Friday, 12 June 2009

New lower variable rate from KBC

Another downward rate change this week, which is always welcome.

KBC just launched a new variable rate 2.59% (APR 2.62%) for new business - re-mortgages, trader uppers & FTBs. Max LTV 80% for FTBs & trader-uppers and 60% for re-mortgages.

Not the best variable rate in the market but KBC do offer the facility to re-draw overpayments - you can make regular or ad-hoc overpayments but can ask for them back at any time, which is a nice feature.

They'll also do some refinancing of existing debts on re-mortgages, which AIB won't.

Thursday, 11 June 2009

New fixed rate for First Time Buyers

ICS have announced a new two-year fixed rate at 2.75% (APR 2.7%) which is available only to First Time Buyers. AIB already have a two-year fixed rate just five basis points higher at 2.8% (2.84%) for all mortgage customers, First Time Buyers, trader-uppers, those switching lender etc.

At around €410 per month per €100,000 borrowed over 30 years before tax relief, these rates seem like a reasonable bet for someone who wants a bit of security for the next couple of years.

That said, I will repeat two of my old mantras about fixing - (1) Don't fix in an attempt to beat the variable rate, unless you really believe you know more than the bankers. Predicting the long-term movement of variable rates is well-nigh impossible. Fix if you want the peace of mind of knowing what your repayment will be and then forget about it. (2) Don't Don't DON'T give up on a good tracker variable rate to avail of a fixed, unless you're very close to the end of your mortgage term. Chances are you'll never get your tracker rate back and the variable rate options at the end of your fixed period may be far higher than the tracker you have now.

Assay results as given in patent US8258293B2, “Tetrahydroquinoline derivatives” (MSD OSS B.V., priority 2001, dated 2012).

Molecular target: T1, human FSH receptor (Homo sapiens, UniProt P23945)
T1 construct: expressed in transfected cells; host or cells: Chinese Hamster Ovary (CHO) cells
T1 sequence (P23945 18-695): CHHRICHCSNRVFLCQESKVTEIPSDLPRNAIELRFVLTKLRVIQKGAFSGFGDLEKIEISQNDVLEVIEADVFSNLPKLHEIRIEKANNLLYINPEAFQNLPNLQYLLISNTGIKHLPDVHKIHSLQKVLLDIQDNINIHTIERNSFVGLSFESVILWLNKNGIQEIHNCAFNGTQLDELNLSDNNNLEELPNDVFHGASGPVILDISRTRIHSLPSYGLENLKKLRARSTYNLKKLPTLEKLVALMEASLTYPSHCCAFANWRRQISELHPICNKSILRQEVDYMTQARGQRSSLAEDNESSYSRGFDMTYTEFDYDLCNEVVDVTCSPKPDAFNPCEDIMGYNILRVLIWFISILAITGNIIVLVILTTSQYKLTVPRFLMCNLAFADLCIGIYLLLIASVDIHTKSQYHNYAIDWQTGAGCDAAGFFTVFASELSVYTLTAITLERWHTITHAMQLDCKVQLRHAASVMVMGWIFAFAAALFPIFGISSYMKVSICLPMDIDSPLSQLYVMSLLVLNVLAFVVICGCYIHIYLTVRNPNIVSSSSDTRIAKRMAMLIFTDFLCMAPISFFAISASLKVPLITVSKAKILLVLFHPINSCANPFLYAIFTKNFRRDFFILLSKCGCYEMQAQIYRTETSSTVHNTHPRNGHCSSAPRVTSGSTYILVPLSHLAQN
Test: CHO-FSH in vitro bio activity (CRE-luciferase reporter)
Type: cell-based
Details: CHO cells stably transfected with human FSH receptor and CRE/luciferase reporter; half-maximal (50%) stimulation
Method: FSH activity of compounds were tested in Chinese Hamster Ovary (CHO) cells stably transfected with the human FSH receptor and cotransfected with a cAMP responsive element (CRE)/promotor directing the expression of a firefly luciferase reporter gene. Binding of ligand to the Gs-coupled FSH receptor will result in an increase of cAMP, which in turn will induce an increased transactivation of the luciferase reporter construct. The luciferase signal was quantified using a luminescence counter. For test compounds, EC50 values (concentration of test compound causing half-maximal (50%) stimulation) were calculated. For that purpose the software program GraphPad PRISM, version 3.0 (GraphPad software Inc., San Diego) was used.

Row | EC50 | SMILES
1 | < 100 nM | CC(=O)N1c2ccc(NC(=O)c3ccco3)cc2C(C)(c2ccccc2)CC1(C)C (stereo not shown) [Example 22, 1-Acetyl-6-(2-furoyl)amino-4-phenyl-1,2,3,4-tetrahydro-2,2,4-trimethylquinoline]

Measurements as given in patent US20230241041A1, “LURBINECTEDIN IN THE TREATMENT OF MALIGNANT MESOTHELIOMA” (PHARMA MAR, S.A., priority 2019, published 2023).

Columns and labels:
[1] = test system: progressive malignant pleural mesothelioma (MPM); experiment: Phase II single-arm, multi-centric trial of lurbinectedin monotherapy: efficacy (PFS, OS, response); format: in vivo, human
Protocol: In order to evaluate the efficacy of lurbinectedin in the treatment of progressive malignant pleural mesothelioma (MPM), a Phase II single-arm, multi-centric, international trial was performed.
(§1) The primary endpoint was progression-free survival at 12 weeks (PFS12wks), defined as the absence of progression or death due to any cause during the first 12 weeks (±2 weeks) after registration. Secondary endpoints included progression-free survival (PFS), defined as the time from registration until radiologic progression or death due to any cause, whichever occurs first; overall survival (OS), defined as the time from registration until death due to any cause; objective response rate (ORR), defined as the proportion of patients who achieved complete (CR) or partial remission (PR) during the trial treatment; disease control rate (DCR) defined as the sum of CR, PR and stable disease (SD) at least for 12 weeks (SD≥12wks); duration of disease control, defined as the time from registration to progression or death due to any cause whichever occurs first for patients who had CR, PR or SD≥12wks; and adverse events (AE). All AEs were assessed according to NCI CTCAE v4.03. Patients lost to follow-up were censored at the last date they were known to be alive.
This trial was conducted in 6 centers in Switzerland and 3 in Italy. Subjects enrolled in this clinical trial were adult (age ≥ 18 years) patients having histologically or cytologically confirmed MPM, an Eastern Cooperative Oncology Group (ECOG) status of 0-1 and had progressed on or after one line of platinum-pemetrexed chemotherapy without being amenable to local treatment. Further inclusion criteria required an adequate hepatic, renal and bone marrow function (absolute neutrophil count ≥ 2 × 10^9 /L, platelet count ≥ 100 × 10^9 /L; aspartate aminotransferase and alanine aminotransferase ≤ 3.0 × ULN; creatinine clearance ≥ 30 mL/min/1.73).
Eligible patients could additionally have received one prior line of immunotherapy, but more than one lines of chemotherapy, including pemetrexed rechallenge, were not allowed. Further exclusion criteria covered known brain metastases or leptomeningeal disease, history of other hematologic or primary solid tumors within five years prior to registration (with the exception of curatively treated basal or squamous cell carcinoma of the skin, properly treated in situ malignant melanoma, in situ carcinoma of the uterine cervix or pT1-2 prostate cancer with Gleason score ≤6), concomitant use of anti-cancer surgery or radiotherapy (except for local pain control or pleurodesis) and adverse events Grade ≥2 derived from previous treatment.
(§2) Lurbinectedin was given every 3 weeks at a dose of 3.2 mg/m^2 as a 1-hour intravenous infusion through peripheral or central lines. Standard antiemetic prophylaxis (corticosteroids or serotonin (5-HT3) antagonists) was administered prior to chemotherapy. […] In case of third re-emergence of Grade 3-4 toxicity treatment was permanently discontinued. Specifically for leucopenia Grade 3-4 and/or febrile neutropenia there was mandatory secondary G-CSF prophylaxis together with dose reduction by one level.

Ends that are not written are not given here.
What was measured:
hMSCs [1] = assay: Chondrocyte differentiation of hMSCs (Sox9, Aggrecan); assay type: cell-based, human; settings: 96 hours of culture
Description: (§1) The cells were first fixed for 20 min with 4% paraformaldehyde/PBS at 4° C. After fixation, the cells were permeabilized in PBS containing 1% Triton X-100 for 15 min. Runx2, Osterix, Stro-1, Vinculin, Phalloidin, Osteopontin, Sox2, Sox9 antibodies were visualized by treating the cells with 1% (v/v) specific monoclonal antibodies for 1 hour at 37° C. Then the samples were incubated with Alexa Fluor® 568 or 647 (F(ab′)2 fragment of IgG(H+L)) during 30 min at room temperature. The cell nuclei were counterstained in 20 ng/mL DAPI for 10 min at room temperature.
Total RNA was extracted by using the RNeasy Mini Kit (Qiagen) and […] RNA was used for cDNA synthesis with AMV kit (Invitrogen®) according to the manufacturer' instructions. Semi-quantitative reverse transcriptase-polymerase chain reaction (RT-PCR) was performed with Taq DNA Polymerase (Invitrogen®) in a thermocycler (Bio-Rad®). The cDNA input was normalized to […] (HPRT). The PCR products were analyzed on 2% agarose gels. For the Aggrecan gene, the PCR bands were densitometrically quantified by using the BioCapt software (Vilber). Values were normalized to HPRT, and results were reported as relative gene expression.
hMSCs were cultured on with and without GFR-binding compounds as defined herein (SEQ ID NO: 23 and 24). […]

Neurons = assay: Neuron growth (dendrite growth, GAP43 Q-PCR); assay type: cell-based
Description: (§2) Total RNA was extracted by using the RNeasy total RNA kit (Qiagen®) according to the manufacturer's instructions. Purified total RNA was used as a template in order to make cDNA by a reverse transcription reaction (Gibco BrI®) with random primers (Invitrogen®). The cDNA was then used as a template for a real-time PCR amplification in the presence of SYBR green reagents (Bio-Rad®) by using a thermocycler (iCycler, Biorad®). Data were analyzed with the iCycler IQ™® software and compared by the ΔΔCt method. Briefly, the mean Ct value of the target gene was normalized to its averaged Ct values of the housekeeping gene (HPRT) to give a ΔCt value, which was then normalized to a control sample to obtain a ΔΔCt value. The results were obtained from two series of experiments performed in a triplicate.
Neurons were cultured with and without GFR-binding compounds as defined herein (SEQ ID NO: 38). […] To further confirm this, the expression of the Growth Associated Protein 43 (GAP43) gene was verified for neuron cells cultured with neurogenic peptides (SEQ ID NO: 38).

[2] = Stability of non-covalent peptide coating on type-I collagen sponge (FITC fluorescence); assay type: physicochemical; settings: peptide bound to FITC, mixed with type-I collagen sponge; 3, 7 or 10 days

Tax Relief on Life Assurance

I'm surprised that life assurance companies don't spend more money advertising this, but if you want something done, you might as well do it yourself! There is a form of life assurance policy that can qualify in full for tax relief at your highest rate, which can therefore knock up to 41% off the cost. In some instances you can also claim back Employee PRSI relief on the premium.

Such policies are available to the self-employed and those in non-pensionable employment (i.e. in employment but not in an Occupational Pension Scheme.) One fact that is not widely known is that if you contribute to a PRSA, you are deemed by Revenue to be in non-pensionable employment, even if your employer contributes to your PRSA. So you would still be eligible to hold a tax-efficient life assurance policy.

Some points to note about life assurance policies on which you can claim tax relief: -

(1) They only provide cover on death and have no value except on death.

(2) They cannot be assigned so you can't use them as security for a mortgage or other loan.

(3) You cannot have a joint policy, although if you and your partner are both self-employed or in non-pensionable employment you can each have such a policy.

If you're eligible and are seeking to protect your dependents at a reasonable cost, this is definitely worth enquiring about.